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Business Week Data: Economics, Not Evidence, Rules Medicine PDF Print E-mail
Written by John Weeks   

EBM Founder David Eddy, PhD, MD
Business Week:
Economics, Not Evidence, Rules Medicine

Imagine a CAM-IM/conventional medicine integration discussion which began not with the prevailing assertion that one is an evidence-based medicine (EBM) and the other is not. Instead, how about starting the dialogue with a reading from this Gospel according to Business Week ...

"You get paid for
operating and not
 paid for not operating 
... Conflict of interest
is hard to rule out."

Jack L. Paradise, MD,
U Pittsburgh School
of Medicine

The May 29, 2006, edition of Business Week opens with the following cut-line: "From heart surgery to prostate care, the health care industry knows little about which common treatments really work." The cover story, 25 pages printed out, is entitled "Medical Guesswork." This scathing review of the state of medicine's relationship with economics and evidence includes the following comments.

On economic factors:

  • "Medicine (is) making decisions with an entirely different method from what we would call rational." (David Eddy, MD, founder of Archimedes, is quoted here.)
  • "More troubling, many doctors hold not just a professional interest in which treatment to offer, but a financial one as well."
  • "You get paid for operating and not paid for not operating ... Conflict of interest is hard to rule out." (Researcher Jack L. Paradise, MD of the U Pittsburgh School of Medicine quoted.)
  • "There is no question that the economic vested interests of the physician enter into the decision." (Eric Klein, MD, of the Cleveland Clinic, is quoted.)
  • "Once a hospital installs a new catheter lab, it has a powerful incentive to refer more patients for the procedure."
  • "The way the US healthcare system is structured offers doctors, hospitals, and insurance companies enormous financial incentives to provide more and more care."
  • (Regarding Eddy's negative review of studies of outcomes of a widely-prescribed ophthamology drug) "The tom-toms sounded among all the ophthamologists ... I

      "If anything, it looks like 
    there is a substantially
    increased risk of death
    if cared for in high-cost
    areas (of the country,
    where the number of
    specialists are high)."

    Elliott S. Fisher, MD,
    Dartmouth Medical

    felt like Salman Rushdie." (Eddy, again.)
  • "The decisions to perform back surgery are a classic case of supply (the number of orthopedic surgeons in the geographic area) driving demand."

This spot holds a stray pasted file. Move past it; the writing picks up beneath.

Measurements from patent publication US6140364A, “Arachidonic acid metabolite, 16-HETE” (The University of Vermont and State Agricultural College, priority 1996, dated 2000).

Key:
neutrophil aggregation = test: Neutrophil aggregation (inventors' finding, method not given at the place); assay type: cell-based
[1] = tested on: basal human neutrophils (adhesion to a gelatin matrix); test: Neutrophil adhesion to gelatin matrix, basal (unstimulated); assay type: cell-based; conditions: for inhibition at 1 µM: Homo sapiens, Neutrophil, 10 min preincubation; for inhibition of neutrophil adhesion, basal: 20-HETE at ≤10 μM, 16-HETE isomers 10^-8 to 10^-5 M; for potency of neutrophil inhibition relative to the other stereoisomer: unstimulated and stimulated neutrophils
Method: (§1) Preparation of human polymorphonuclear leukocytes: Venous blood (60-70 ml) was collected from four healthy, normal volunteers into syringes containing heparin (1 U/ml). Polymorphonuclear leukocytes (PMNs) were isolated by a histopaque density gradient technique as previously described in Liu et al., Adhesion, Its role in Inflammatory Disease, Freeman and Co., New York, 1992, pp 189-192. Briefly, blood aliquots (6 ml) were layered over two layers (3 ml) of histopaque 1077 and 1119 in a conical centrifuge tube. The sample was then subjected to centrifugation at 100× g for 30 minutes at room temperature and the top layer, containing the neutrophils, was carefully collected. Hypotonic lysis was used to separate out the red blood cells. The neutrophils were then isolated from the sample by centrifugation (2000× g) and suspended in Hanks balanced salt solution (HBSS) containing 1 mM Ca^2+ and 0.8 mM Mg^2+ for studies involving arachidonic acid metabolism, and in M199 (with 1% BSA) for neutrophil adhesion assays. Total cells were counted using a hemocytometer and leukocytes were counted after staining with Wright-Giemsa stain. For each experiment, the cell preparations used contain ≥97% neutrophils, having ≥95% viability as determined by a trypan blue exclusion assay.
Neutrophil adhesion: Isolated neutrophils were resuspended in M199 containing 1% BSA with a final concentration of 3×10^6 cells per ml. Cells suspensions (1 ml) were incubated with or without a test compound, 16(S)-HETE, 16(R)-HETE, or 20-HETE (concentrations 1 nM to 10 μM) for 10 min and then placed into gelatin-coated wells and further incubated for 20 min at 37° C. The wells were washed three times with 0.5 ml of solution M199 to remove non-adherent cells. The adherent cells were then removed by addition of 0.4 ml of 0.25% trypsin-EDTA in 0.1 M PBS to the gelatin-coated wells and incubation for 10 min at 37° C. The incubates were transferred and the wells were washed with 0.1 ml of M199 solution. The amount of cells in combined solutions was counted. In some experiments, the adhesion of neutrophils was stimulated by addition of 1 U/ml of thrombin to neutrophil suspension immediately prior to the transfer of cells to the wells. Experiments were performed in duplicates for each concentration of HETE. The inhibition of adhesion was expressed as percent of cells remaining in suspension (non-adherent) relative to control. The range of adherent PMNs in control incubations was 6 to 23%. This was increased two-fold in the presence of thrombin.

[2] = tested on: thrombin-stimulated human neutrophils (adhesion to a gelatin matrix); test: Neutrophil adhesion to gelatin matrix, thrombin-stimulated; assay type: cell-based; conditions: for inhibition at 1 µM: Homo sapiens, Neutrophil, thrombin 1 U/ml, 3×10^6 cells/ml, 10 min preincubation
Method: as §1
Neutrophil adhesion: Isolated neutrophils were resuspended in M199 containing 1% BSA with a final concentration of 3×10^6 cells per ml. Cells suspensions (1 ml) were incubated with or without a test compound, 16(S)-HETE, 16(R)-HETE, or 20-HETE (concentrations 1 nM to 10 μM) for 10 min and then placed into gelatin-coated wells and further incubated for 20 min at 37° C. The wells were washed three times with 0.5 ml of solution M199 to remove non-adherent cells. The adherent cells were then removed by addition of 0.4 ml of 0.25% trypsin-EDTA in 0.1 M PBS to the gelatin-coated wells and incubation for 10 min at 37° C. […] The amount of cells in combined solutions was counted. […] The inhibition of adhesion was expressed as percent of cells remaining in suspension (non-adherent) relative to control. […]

• "In people with identical symptoms, operations like spinal fusions are performed 20 times as often in some parts of the US as in others. Spinal fusion is the most variable condition in all of medicine."
  • "In 1993, the federal government's Agency for Health Care Policy and Research (now AHRQ) convened a panel to develop guidelines for back surgery. Fearing that the recommendations would cast doubt on what doctors were doing, a prominent back surgeon protested ... and lawmakers slashed funding to the agency."
  • "At least 400,000 angioplasties (of 1-million performed) each year are unnecessary."
  • "At many hospitals, cardiac units are major profit centers."
  • "The overwhelming number of heart procedures done these days do no affect a patient's life span at all." (L. David Hillis, MD, U Texas Southwestern Medical School, is quoted.)
John Wennberg, MD, MPH

  • "The average numbers of days spent in the hospital during the last six months of life are 10.1 days at Stanford University hospital compared to 27.1 days at New York Univresity Medical Center. The average number of doctor visits (in the last 6 months) ranged from 17.6 to 76.2, with NYU at the top."
  • "The problem is not underuse in low-rate regions and hospitals but overuse and inefficiency in high rate regions." (Jack Wennberg, MD, of Dartmouth University is quoted.)
  • "If anything, it looks like there is a substantially increased risk of death if cared for in high-cost areas (of the country, where the number of hospitals and specialists are high)." (Elliott S. Fisher, MD, of the Dartmouth Medical School, is quoted.)
  • "We are wasting 30% of healthcare spending on stuff with no benefit and perhaps causing harm." (Fisher, again.)
  • "This nation spends 2.5 times as much as any other country per person on health
    "The portion of
    medicine that has
    been proven effective
    is still extremely low -
    in the range of
    20% to 25%."

    care. Yet middle-aged Americans are in far worse health than their British cousins."

On other evidence factors:

  • "The portion of medicine that has been proven effective is still extrememly low - in the range of 20% to 25%."
  • Regarding the prevalence of surgeries to place tubes in kids ears: "Don't just do something. Sit there." (Researcher Paradise, quoted.)
  • "Only in 3% of patients with severe artery disease does the bypass operation improve outcomes."
  • "Even when common treatments are dubious, physicians don't rush to change their practice."
  • "Well-informed patients (about the actual evidence and not just a physician opinion) opt for less aggressive approaches 23% less often. In some cases the drop is much bigger - 50% to 60%."